Date of Award


Document Type


Degree Name

Master of Science (MS)

Legacy Department

Environmental Engineering

Committee Chair/Advisor

Ladner, David

Committee Member

Karanfil, Tanju

Committee Member

Overcamp, Thomas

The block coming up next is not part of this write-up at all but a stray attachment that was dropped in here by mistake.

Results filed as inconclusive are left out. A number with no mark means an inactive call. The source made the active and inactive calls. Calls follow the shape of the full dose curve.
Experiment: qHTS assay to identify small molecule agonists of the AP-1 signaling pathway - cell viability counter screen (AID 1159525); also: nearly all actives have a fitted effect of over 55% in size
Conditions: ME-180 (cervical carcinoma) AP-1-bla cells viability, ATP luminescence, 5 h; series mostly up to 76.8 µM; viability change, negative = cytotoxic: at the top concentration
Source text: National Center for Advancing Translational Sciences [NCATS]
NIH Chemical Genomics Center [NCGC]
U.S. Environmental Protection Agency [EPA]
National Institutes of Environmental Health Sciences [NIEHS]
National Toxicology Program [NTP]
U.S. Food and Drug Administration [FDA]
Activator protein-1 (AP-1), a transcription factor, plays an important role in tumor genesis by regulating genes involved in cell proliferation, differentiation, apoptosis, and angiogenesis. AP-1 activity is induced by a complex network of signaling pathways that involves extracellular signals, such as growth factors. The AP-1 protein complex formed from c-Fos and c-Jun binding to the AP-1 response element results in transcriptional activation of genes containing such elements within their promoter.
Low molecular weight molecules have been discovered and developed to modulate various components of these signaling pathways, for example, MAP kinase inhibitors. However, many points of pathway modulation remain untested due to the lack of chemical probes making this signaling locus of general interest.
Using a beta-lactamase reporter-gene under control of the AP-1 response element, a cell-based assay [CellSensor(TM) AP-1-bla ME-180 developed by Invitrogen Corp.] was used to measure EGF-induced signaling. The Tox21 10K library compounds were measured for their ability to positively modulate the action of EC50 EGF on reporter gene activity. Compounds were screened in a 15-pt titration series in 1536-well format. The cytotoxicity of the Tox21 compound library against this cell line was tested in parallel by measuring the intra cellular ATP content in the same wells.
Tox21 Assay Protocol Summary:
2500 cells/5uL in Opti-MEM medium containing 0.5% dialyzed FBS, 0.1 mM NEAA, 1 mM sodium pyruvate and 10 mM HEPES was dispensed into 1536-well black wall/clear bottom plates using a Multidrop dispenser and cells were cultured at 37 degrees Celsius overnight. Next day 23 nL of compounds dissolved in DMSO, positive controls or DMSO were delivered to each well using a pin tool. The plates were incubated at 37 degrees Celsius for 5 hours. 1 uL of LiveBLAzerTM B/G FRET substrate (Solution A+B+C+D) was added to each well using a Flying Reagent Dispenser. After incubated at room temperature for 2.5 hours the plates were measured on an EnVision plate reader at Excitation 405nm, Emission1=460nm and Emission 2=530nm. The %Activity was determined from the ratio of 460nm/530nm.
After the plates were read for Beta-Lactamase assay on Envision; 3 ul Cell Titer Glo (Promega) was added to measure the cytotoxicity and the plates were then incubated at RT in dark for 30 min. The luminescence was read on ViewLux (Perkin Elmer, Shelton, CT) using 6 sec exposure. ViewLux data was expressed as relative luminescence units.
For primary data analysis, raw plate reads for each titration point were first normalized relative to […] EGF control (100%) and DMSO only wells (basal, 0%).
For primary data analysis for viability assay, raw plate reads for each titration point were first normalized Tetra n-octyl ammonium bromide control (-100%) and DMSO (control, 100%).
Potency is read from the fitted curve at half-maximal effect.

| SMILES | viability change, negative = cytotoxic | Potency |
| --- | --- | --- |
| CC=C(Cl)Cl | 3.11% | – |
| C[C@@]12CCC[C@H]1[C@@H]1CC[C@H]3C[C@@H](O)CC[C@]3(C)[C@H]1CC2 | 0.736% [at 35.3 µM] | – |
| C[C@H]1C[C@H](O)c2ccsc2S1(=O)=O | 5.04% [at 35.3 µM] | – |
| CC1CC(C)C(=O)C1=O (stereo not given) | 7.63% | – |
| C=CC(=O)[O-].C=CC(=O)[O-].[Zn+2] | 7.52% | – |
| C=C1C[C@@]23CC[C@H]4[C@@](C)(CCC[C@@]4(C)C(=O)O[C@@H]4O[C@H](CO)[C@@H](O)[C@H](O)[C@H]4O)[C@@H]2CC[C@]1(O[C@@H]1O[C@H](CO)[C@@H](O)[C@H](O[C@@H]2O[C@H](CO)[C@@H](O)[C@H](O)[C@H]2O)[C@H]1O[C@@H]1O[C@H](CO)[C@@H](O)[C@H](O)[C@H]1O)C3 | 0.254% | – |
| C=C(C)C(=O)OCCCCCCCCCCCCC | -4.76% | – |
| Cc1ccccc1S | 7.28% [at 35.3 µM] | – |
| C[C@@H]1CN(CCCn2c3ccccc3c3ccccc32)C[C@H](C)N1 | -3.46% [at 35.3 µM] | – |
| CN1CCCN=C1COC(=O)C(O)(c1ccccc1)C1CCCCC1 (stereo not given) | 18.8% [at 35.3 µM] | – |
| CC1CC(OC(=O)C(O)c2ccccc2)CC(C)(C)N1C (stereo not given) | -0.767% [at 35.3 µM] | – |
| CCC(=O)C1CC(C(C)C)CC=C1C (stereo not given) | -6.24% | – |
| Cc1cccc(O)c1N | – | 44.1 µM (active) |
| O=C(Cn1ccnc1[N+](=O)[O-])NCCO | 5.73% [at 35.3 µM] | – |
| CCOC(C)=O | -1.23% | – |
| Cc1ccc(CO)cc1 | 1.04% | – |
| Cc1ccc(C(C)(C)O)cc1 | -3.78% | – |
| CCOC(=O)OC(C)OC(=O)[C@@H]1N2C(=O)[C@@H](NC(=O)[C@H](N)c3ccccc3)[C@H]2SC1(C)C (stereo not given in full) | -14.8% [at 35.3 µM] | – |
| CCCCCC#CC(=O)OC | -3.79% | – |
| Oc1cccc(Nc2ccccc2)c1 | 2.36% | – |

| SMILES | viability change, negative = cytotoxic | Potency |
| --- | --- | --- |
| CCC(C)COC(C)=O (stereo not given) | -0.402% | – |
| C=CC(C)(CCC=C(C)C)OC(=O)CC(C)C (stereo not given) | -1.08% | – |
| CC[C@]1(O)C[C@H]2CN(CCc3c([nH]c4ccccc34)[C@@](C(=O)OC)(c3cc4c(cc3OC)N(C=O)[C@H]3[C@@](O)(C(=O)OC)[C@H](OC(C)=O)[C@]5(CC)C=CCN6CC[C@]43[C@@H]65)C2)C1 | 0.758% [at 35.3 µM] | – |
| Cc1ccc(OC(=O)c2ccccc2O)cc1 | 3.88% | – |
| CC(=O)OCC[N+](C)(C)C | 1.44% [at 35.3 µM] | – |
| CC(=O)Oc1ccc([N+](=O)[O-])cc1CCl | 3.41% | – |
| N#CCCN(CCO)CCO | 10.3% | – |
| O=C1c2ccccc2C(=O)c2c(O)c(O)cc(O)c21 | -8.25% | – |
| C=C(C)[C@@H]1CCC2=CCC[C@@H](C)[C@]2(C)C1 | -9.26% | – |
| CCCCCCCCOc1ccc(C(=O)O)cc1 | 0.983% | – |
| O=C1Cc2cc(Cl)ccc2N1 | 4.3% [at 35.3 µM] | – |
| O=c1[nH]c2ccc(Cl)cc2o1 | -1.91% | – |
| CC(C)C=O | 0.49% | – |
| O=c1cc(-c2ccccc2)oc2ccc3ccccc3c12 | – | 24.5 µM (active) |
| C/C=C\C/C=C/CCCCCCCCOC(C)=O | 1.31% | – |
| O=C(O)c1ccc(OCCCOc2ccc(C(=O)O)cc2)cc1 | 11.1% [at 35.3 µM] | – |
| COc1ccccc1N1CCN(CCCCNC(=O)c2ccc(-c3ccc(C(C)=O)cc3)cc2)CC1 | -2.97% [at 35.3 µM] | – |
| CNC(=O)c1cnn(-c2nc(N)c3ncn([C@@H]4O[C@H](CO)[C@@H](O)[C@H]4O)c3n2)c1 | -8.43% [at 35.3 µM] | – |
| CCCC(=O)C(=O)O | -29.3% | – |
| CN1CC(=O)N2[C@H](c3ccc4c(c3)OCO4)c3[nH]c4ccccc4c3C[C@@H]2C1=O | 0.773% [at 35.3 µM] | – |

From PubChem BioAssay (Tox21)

Growing fresh water needs have led to an interest in water desalination using reverse osmosis (RO) membranes. Energy consumption has a large share in the expenses incurred to drive a reverse osmosis desalination system. With depleting fossil fuel reserves, tapping renewable sources of energy is a promising alternative to meet the energy requirements. Wind power coupled to an RO desalination system is a potential means of delivering clean water using sustainable energy. This work investigates modeling of a conceptual wind-energy-driven RO desalination system that is made possible because of an air-pressure energy storage mechanism. Bench-scale experiments were performed on an RO membrane connected to a pressure vessel to validate the models, which were developed based on film theory and solution-diffusion concepts. The models predict water flux and salt concentration through an RO membrane, and were further expanded to predict the performance of a few conceptual full-scale system designs consisting of conventional and air-pressure energy storage wind-RO systems. In the latter design, the energy storage tank serves as a buffer to dampen the variability caused in the discharges and pressures due to the stochastic nature of the wind. The performance of the two systems were compared by varying several input parameters such as the wind patterns, tank volumes, number of RO elements, initial air pressures inside the tank, and the lower pressure limit. The air-pressure energy storage wind-RO system was found to deliver higher water production and better water quality than the conventional wind-RO system demonstrating the usefulness of an energy storage tank for a wind-driven desalination system. Parameters that were important in the design were the initial air pressure and the lower pressure limit (the lowest pressure at which the air tank was allowed to operate). When both the initial air pressure and the lower pressure limit were high, the greatest water productivity was achieved and salt rejection was kept high (98.5 %). These and other parameters are explained in this thesis, giving a framework for thinking about how an air-pressure energy storage system can be integrated with RO to provide renewable-energy desalination.



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